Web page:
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If you have been away from Scotland for a while, and particularly
Edinburgh, then the Royal Mile is not a bad place to kick off a visit.
You will almost certainly hear the skirl of the bagpipes, usually from
a Scot in full dress tartan, playing to an bustling audience of mobile
wielding tourists.

You see colourful people passing by everywhere, and impromptu
events often occur and draw you to a sudden halt.



Aurora and I took a good look inside the very beautiful St Giles Cathedral. We gladly paid the £2 donation for our sticker. It allowed us to take all the photos we wanted, and there were many  when we left forty minutes later. They will be the subject of a future post.







We took a beer in Deacon Brodie – probably the most famous pub in the area.The rogue  who gave the pub it’s name also inspired Robert Louis Stevenson to write Dr. Jeckyll and Mr Hyde in 1886. Brodie was an upright citizen by day, but a thief, drunkard and gambler by night, and was eventually hung for his crimes.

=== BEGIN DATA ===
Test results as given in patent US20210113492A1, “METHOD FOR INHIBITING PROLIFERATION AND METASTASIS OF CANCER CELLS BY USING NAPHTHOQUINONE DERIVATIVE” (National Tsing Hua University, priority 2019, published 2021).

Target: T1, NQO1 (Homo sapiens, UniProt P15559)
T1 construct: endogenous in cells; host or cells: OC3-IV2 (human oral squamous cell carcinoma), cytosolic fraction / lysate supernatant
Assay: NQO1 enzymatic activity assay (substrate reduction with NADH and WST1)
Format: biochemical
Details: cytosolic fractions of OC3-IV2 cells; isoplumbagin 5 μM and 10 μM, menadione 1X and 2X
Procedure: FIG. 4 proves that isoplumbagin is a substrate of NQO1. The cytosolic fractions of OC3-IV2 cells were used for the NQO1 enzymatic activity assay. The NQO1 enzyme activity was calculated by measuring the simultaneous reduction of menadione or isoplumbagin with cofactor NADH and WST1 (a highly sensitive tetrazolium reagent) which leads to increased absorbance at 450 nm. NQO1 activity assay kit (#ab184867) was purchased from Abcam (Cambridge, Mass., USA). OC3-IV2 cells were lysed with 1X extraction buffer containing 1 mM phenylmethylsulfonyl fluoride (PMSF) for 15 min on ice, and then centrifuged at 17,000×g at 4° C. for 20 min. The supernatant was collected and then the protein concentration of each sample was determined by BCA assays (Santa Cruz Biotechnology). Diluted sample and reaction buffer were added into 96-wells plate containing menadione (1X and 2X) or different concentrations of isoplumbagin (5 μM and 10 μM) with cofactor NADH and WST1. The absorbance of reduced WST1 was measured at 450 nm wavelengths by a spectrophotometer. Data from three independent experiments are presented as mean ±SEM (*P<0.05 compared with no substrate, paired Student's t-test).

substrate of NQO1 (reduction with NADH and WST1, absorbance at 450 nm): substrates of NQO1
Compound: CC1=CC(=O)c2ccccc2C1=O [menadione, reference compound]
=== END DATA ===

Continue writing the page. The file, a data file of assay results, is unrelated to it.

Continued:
A new event in the shape of a black Double Decker caught our eye as we left the pub – The Ghost Bus Tour in a genuine 1960’s
Routemaster bus. The trip around some of Edinburgh’s more sinister sights began at 17.30 so we had to give it a miss this time.

We took the walk to the Castle walls, but having been there before, turned around and took the walk back down on the sunny side of the street – we were lucky with the weather!


Tawny Owl


A stunning Eagle Owl



Once again a surprise greeted us on the Mile in the shape of 3 beautiful creatures – an Eagle Owl, a hybrid Falcon and a fourteen year old Tawny Owl – if my memory serves me correctly.

I must add here that I am not a supporter of animals that are used to earn money for their owners but Owls need our help so the £3
Aurora paid to hold this stunning Eagle Owl went to support the sanctuary. The birds were completely at ease and in wonderful
condition so to be able to come this close to a creature we would
probably never see in the wild was amazing and it has inspired us to
set up an owl box in our own woodland.

If it has this kind of educational effect on others, then I think and hope the Owls and other birds of prey are the real beneficiaries here.




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